blue ridge bank

College football needs to clarify what targeting really is

Mendenhall left confused and frustrated

By Jerry Ratcliffe

Bronco Mendenhall (Photo: Matt Riley, UVA Athletics)

After watching two controversial targeting calls overturned in Virginia games at Miami and Louisville, I couldn’t help but ask Bronco Mendenhall about those rulings during his weekly press conference on Monday.

My question was brief and to the point: Have you sent any game tape to the ACC office in relation to any of the targeting calls, or do you write off [the calls] as it’s “just football?”

Bronco was just as brief and to the point before we probed deeper into the controversy.

“No, it’s not just football,” Mendenhall said. “And, no, I haven’t (sent in video of the controversial calls and replays). I’ve had plenty of conversations on the field, and I’m currently at a loss for what the definition (of targeting) is.”

So are the rest of us.

Two weeks ago, UVA receiver Keytaon Thompson drew an initial targeting call on the Cavaliers’ second possession of the game. After review, officials ruled there was no targeting. Thompson continued to play, and made a huge impact in the game.

Last Saturday in Louisville, UVA’s most lethal receiver, Dontayvion Wicks, was clobbered running a route across the middle. He was defenseless and obviously suffered a concussion from the hit, which came on the Cavaliers’ game-opening possession. Wicks did not return to the game and as of Monday, Mendenhall did not have an update on his prized receiver’s status for this Saturday’s home game with Duke.

The ruling was initially targeting, but again, overruled by game officials.

Mendenhall is clearly frustrated, as are many coaches across the country. No one truly knows the definition of targeting, which requires the guilty party an immediate ejection.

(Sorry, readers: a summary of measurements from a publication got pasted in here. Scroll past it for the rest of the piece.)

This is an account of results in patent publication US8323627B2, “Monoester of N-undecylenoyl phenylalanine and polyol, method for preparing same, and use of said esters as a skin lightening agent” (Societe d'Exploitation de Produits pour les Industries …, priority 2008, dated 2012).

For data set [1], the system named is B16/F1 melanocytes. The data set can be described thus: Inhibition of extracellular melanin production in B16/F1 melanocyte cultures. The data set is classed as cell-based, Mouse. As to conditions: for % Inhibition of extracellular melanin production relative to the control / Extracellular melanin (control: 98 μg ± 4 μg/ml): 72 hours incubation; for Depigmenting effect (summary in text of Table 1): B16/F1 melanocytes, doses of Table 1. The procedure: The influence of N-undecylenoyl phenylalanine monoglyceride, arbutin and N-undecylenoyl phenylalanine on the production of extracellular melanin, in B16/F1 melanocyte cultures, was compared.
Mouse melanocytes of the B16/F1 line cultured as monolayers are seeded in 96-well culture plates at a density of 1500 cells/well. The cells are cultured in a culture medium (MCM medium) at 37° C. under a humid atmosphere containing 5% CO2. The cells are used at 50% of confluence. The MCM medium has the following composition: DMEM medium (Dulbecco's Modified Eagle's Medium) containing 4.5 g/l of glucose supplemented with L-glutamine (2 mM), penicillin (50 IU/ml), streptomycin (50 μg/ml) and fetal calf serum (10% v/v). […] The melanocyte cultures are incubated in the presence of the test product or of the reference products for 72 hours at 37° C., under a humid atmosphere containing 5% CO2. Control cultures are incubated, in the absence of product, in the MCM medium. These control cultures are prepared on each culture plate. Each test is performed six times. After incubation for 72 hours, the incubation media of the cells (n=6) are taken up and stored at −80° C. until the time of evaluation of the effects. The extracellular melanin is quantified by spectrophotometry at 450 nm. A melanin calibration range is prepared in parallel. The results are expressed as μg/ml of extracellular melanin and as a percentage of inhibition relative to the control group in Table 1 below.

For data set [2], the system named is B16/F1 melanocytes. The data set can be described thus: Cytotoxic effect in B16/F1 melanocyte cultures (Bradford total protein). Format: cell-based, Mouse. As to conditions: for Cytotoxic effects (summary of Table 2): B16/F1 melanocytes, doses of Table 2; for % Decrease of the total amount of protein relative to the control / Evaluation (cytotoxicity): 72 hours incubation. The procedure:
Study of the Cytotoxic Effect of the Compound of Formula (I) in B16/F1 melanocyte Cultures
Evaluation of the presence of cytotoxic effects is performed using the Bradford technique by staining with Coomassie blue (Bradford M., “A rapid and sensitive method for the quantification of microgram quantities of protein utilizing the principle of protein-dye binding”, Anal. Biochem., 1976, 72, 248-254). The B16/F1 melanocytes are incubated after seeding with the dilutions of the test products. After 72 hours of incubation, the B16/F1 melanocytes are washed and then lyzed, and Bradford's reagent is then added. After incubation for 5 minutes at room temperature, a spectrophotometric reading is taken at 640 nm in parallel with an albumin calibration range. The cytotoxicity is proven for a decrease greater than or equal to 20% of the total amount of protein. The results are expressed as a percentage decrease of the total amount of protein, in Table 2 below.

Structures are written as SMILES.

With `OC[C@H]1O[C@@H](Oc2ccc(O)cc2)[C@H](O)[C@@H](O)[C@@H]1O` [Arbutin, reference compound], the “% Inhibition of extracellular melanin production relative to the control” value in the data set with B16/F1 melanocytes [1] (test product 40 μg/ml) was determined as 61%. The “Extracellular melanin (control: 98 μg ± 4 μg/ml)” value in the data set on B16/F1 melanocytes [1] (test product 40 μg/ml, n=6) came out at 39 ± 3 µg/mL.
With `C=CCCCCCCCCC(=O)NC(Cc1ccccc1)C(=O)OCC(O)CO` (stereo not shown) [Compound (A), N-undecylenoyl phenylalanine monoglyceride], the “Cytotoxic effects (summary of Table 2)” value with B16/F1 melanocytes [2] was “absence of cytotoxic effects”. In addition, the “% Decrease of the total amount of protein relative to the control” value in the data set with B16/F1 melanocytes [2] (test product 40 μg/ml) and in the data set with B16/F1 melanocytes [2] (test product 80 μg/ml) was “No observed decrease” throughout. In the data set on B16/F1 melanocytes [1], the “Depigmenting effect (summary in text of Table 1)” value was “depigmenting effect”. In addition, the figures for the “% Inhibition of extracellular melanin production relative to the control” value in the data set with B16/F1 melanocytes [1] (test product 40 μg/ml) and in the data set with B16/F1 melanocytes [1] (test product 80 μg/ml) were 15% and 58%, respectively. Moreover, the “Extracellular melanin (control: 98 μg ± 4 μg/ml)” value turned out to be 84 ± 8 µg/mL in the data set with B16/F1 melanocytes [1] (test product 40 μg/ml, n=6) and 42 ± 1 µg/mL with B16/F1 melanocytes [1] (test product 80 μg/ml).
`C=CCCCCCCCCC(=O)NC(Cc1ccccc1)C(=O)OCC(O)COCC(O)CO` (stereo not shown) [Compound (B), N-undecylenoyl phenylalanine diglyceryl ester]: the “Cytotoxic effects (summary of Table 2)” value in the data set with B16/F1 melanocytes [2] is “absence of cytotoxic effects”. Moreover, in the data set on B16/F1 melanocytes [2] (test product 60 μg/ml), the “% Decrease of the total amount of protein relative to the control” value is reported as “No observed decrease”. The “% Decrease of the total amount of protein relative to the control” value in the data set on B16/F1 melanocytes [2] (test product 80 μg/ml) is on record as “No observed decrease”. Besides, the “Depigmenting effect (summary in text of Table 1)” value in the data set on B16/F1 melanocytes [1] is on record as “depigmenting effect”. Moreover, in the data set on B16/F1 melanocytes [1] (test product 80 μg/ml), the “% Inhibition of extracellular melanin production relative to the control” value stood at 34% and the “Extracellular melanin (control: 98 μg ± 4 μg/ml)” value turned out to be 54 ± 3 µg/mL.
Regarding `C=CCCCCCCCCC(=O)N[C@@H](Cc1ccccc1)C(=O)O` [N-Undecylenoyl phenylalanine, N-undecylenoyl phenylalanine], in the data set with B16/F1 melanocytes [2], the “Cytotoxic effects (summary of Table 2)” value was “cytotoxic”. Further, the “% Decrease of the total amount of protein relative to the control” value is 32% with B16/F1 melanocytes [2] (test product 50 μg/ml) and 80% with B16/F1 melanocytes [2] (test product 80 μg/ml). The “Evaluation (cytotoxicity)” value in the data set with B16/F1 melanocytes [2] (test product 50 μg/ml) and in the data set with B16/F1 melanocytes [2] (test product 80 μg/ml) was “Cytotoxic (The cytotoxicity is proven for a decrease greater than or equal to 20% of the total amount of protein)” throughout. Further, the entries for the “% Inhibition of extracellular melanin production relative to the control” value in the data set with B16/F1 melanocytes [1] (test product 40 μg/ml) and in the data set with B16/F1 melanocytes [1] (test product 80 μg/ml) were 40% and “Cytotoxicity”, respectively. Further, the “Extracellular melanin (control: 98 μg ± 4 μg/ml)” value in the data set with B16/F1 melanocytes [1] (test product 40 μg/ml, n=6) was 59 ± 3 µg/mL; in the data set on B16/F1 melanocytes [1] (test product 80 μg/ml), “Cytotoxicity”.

Another writer mentioned that Notre Dame coach Brian Kelly was highly critical of the call that expelled his player in the Irish win over Virginia Tech, and if there is such a feeling among coaches, does the rule need to be better-defined? Whose desk does it have to land on to clear up the matter?

“There is a process, and there’s the rules committee, and then, yeah, there’s a long and also a thorough process, and it’s not fast, is what we’re finding,” Mendenhall said. “The feedback usually is relevant, and sometimes the feedback isn’t welcome, but when you consider the sources and the variety of sources and the volume of sources that it’s coming from, I think we all just want to get it exactly right.

“We had one in Miami and we had one in our last game at Louisville, and the officials literally are scratching their heads as I’m visiting with them and so am I, and we’re working together to try to get it right and we have a ways to go.”

Mendenhall’s statements reminded me of an exchange I recently had with a former ACC head coach who was asked by former league commissioner John Swofford to serve on the national rules committee. The coach didn’t really want to do it, but did so to appease Swofford.

The coach was stunned to learn that at the time, there were very few football coaches on the rules committee, which was composed mostly of athletic directors who had never played football or coached football. All divisions — FBS, FCS, Divisions II and III — were represented on the committee.

Frustrated, the coach served one term and resigned his spot because he could see that things were going nowhere because the majority of the group were people who didn’t know football.  What’s wrong with that picture?

No wonder everyone is scratching their heads over the definition of targeting, but college football needs to make this a priority — get it right for once and for all. If the NCAA really cares about “player safety,” then this must cease.

“It’s just clear by how that is, and I think everyone knows the wording of the rule, the interpretation of the wording is really a challenge,” Mendenhall said. “That’s exactly where we are.”

C’mon college football, clear it up, make it clear enough to be consistent, get it right.


jr logo

Make a one-time or recurring gift to support online below. Your gift is not tax-deductible. Thank you for your support of and the "Jerry Ratcliffe Show" podcast!

%d bloggers like this: